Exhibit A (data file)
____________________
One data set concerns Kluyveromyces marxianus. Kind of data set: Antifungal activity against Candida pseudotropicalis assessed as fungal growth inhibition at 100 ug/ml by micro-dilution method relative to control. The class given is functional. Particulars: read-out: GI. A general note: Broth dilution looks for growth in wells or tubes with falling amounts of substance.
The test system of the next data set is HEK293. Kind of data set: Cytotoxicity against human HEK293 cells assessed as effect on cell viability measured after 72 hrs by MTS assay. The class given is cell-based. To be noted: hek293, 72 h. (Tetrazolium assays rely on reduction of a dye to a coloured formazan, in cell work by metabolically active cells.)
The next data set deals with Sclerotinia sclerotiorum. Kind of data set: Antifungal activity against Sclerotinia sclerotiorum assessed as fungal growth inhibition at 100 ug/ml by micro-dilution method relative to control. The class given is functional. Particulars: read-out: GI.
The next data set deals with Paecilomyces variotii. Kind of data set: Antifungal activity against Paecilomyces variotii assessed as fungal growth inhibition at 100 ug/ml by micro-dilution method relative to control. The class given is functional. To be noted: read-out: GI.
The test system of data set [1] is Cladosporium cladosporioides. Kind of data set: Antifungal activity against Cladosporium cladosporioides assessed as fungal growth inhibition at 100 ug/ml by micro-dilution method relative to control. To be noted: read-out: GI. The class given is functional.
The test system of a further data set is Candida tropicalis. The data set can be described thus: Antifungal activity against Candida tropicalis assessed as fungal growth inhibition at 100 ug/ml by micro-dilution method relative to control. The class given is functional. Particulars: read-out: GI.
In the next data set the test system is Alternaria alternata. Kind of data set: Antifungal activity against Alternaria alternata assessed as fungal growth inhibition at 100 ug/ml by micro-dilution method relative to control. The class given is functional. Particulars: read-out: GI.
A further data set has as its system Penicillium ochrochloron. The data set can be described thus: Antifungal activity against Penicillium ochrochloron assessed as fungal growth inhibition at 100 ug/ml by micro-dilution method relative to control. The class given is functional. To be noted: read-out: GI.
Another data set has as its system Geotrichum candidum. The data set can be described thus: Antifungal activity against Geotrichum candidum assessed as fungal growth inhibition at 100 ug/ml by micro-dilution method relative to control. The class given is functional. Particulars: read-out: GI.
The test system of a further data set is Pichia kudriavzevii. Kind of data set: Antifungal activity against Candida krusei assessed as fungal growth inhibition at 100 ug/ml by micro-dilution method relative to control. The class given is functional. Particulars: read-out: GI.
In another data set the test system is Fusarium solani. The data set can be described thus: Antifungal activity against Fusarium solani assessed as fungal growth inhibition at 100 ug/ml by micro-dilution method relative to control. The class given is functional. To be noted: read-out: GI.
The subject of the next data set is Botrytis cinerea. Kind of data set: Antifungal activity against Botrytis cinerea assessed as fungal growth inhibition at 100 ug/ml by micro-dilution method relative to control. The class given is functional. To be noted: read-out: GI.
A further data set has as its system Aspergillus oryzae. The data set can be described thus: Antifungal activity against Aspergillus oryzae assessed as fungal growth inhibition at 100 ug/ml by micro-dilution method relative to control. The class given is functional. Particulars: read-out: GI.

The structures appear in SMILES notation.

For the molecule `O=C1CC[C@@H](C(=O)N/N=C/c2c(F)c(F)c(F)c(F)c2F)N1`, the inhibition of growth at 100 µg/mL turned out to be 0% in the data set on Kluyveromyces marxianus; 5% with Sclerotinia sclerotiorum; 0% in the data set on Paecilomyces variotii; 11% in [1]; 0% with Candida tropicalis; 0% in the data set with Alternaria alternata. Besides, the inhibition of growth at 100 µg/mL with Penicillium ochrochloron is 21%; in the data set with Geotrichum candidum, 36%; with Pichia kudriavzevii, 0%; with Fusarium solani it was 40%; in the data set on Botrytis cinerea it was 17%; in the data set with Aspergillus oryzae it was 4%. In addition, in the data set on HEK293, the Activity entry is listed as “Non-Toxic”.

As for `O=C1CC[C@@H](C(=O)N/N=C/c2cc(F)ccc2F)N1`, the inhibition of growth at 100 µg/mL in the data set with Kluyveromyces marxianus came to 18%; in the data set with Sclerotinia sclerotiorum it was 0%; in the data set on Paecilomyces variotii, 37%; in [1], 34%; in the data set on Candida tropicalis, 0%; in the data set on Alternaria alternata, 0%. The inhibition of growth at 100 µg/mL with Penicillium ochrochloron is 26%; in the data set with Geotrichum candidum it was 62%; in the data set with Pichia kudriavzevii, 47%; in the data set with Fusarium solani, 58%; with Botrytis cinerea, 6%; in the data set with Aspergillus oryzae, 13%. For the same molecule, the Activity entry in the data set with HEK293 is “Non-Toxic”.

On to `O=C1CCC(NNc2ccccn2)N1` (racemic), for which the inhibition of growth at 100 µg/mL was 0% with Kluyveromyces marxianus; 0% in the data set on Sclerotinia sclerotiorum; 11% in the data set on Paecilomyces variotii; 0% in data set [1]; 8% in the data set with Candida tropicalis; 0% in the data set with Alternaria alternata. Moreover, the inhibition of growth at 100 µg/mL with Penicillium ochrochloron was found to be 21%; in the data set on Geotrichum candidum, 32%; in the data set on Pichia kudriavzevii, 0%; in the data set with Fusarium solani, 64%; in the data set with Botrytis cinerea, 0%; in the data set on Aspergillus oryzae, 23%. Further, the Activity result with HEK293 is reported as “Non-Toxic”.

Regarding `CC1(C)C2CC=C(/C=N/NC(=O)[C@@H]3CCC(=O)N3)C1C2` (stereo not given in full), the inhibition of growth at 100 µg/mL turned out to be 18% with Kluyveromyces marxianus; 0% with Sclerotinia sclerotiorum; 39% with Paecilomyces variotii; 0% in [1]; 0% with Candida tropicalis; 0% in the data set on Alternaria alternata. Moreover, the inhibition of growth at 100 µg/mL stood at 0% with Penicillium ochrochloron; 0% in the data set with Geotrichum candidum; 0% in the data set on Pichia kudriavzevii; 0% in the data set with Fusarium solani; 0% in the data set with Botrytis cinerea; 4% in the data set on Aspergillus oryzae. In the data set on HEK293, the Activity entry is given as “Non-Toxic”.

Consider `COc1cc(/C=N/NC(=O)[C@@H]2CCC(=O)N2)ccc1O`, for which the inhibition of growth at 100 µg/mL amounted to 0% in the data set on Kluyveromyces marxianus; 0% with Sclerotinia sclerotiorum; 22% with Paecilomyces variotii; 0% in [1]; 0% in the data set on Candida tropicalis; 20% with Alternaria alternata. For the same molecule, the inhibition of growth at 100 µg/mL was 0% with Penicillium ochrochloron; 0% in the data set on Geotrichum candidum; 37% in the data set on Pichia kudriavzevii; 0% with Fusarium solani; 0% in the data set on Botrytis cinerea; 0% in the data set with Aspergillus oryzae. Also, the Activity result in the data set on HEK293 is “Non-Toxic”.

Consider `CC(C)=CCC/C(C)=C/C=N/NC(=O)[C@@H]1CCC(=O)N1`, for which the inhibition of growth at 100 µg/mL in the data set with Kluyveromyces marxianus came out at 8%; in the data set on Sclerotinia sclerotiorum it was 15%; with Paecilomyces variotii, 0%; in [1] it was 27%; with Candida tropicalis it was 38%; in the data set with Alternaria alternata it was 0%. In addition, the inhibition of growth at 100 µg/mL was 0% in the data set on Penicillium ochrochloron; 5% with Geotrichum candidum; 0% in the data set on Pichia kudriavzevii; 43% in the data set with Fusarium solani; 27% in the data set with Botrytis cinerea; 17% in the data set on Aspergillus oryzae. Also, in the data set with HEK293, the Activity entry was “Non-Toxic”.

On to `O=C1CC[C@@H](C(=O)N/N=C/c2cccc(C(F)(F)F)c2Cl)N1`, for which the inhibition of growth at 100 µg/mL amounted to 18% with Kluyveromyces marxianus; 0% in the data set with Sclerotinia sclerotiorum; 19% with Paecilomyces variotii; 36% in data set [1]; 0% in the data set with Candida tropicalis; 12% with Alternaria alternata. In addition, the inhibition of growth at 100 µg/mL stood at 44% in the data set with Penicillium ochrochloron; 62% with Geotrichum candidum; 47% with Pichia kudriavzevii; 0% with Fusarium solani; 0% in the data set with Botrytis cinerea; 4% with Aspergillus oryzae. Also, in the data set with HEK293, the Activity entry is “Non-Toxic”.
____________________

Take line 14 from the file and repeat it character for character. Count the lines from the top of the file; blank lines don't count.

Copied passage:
The structures appear in SMILES notation.